A REFRIGERATION company has come in out of the cold after a remarkable turnaround. When a major customer pulled out of a maintenance contract after 17 years, it cost Industrial Refrigeration Services, of Bromsgrove, 65 per cent of its business and almost half its workforce. Three years later, in spite of the recession, the company has not only set new sales and profits records but now employs more staff than ever.

IRS was set up by engineer, Mark Parsons, 23 years ago and soon after won an important refrigeration maintenance contract with chocolate maker Cadbury, which quickly became its biggest customer. But 17 years later, the acquisition of Cadbury by food giant Kraft changed everything.

“That was a tough day,” said Mr Parsons. “By the end of it we realised we had lost 65 per cent of our business. We knew it was coming but it still left us in a state of shock.”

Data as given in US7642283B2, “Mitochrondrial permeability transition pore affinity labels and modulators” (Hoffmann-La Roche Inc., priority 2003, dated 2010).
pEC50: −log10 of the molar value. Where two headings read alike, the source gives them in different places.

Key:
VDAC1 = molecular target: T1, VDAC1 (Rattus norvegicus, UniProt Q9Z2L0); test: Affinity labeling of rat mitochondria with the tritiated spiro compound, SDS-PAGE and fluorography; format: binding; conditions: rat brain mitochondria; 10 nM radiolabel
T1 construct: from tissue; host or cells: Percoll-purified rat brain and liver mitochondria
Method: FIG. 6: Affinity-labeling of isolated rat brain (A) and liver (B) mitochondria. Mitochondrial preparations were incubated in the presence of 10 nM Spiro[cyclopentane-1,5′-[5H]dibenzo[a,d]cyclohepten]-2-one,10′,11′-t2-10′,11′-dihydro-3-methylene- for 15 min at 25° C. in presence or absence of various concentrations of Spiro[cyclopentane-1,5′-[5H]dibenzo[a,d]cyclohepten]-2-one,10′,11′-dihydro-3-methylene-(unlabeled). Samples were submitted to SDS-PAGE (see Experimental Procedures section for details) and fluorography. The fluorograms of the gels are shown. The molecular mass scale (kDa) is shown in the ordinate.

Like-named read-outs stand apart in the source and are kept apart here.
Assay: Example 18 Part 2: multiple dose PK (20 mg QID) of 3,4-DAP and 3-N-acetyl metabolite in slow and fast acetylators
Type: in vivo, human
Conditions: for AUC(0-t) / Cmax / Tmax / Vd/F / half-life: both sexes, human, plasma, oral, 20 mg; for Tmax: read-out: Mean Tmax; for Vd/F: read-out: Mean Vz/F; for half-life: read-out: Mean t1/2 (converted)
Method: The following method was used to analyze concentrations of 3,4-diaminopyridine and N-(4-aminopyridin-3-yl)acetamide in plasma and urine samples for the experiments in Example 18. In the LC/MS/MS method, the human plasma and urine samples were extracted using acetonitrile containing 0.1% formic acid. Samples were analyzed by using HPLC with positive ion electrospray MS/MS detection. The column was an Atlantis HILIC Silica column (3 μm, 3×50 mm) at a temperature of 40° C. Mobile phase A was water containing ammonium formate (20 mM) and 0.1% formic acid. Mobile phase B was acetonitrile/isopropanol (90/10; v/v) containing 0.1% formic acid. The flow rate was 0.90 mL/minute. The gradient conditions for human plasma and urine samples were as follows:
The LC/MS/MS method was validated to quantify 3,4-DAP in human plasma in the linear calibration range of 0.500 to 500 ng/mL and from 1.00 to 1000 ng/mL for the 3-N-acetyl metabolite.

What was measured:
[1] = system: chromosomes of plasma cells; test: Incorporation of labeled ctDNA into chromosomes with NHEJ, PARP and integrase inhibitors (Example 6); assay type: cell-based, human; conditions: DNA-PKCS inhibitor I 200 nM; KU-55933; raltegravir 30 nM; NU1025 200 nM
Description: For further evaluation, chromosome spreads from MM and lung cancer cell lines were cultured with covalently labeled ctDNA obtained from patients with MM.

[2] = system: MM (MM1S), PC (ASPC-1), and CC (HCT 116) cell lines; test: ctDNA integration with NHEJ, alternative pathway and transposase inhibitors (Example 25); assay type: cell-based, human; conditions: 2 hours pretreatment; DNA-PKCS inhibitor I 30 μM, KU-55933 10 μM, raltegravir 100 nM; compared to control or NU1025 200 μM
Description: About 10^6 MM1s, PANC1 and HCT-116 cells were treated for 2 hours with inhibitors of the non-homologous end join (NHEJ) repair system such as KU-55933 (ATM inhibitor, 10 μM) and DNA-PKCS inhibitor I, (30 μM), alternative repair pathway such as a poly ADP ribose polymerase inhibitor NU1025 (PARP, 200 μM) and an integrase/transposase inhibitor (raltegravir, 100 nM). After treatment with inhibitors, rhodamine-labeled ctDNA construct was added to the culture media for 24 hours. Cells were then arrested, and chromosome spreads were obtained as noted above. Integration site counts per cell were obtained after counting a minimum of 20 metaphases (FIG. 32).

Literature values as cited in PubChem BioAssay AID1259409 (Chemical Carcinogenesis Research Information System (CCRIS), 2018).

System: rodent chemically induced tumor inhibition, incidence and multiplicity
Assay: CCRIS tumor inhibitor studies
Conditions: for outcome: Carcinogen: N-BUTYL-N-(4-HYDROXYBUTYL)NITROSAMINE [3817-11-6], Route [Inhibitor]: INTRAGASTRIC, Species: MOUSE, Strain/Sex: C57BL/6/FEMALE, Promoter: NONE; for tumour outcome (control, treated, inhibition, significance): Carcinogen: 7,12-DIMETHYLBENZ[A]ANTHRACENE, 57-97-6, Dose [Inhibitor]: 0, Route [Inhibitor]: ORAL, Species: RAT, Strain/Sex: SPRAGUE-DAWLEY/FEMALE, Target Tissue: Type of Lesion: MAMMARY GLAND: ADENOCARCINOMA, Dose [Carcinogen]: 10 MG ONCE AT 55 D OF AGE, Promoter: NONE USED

Mr Parsons and his partners, Dan Downes and Trevor Owen, had to fight hard to recover from the blow that set them back a decade. The company’s strength in innovative technology and engineering began to win new customers but it realised it needed more help.

At the end of last year, IFS called in Bob Brown, the Worcestershire partner of the business advisory group, CMC Partners. He carried out a detailed review of IRS’s business and then put in place some formal structures and processes, starting with regular monthly board meetings.

The transformation since has been dramatic. IRS has recently won a number of significant new projects including the renewal and extension of a three year contract with a major UK food producer, more than doubling its previous value.

With sales and profits now reaching an all-time high and staff numbers back up to 23, IRS is continuing to innovate and to work with customers to implement more energy-efficient heating and cooling systems.

“Like so many small businesses, we were just running on gut instinct and had no real strategy,” said Mr Parsons. “We are now in much better shape to respond to these opportunities.”